So, more titles was a big factor for me. Over the following year I did 3 cookbooks, 3 illustrate children’s book, and 3 novels, one of which was released; the other two needed some help and will be released in the next six months. This was mainly to get titles out under my name, and it worked. Rarely did a day go by with no sales, as in, I almost always had nice sales every day, even when I wasn’t promoting a book, and with that many titles I was always promoting a book or running an ad.

    This year, 2015, I focused more on writing, and sales have dropped as I promoted less, but the quality of the writing has increased drastically and I’m not the rookie I was.

    Nether are any of you.

    With time and experience we’ve all become better writers and marketers and etc. that all goes into the equation, but the main driver is MORE BOOKS.It has benefitted me greatly that when somebody bought one book and liked it, there was another one for them to buy. Publish your short stories. Give your fans something to read while you write the next novel. It all adds up.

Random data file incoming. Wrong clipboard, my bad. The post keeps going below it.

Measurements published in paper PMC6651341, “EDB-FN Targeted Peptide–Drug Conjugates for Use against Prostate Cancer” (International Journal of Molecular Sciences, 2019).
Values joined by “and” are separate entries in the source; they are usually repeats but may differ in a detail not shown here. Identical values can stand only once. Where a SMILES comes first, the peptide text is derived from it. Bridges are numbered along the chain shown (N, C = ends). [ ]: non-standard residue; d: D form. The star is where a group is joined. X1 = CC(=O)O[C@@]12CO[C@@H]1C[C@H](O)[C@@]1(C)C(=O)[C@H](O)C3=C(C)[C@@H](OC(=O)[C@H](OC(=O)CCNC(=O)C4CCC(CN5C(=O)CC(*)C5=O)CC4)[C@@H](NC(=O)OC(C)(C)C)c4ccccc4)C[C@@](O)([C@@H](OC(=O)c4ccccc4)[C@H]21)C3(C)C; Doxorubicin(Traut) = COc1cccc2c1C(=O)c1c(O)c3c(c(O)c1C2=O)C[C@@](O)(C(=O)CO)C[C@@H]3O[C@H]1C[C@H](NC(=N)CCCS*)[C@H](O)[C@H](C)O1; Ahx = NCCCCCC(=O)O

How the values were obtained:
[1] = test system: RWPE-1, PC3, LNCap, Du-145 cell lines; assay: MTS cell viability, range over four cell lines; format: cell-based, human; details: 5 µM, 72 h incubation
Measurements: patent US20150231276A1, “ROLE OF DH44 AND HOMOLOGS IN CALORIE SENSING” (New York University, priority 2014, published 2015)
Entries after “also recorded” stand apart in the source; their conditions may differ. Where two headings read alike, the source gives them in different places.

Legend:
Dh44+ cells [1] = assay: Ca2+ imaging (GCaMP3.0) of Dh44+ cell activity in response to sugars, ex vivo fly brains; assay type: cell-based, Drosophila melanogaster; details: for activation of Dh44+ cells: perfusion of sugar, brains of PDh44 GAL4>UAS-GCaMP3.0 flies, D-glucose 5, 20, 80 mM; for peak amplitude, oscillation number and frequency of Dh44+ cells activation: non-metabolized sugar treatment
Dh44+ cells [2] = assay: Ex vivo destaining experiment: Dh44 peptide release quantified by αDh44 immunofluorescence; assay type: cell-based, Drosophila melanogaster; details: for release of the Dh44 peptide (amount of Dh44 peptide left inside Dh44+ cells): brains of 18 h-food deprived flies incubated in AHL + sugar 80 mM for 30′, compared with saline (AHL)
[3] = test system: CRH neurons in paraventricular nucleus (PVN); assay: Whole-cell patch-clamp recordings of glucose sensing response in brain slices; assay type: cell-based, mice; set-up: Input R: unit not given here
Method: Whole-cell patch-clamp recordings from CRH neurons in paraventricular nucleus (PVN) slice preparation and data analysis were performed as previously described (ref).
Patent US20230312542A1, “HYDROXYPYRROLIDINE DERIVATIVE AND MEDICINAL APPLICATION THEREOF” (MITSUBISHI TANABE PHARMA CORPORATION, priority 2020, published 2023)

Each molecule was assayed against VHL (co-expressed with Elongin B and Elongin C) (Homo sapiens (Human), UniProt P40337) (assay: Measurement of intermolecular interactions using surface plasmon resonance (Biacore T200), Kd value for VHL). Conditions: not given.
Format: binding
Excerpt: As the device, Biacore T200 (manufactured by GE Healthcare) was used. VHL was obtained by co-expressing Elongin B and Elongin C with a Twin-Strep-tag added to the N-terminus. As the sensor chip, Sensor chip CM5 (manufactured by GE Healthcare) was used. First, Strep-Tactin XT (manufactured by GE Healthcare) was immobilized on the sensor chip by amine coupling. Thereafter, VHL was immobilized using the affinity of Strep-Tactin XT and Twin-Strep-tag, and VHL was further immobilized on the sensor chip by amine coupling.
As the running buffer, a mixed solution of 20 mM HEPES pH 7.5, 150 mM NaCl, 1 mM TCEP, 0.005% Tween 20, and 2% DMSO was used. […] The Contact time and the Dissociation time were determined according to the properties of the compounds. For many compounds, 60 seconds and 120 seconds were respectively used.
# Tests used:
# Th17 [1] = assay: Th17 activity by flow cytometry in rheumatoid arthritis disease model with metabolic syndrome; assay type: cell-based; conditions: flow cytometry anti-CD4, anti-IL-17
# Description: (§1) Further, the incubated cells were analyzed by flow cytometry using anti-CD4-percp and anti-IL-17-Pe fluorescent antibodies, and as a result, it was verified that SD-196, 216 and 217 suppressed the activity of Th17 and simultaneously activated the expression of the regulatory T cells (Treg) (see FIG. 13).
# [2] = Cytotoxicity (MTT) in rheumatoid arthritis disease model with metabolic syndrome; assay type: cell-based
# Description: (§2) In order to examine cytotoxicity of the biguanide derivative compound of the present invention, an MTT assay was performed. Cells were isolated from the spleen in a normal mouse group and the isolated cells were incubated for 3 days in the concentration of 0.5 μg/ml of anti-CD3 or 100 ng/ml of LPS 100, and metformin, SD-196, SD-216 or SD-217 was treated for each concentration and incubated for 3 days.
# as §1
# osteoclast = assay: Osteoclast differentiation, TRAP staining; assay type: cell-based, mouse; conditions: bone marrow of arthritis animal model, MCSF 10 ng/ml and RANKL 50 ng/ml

Liked by 1 person

    1. Thanks for sharing you story. My first book went much similar to yours. (I look back at the original cover and cringe.). I have a girlfriend who has published a dozen titles and gotten in with Anne Rice and her assistant Beck. She sits on Ms. Rice’s panel every October in New Orleans. Ah….the sweet smell of success. 🙂 I’m still writing and have a couple of crime novels in the works. I enjoy reading them and am trying my hand at writing them. One is with an editor and the other is at about 30,000 words. Never give up!


    1. I know it’s not wasted time. There are certainly things I have learned about writing, publishing and marketing by having put a book out there. I have a firm conviction that a writer needs to have a few books ready to publish, maybe more than a few…fully edited and ready to go. Only then, publish the first one, as it becomes nearly impossible to market and write. Having a backlist of books prepared to publish is paramount to success unless you have developed a team of fans that truly love your writing and will aid the promotions.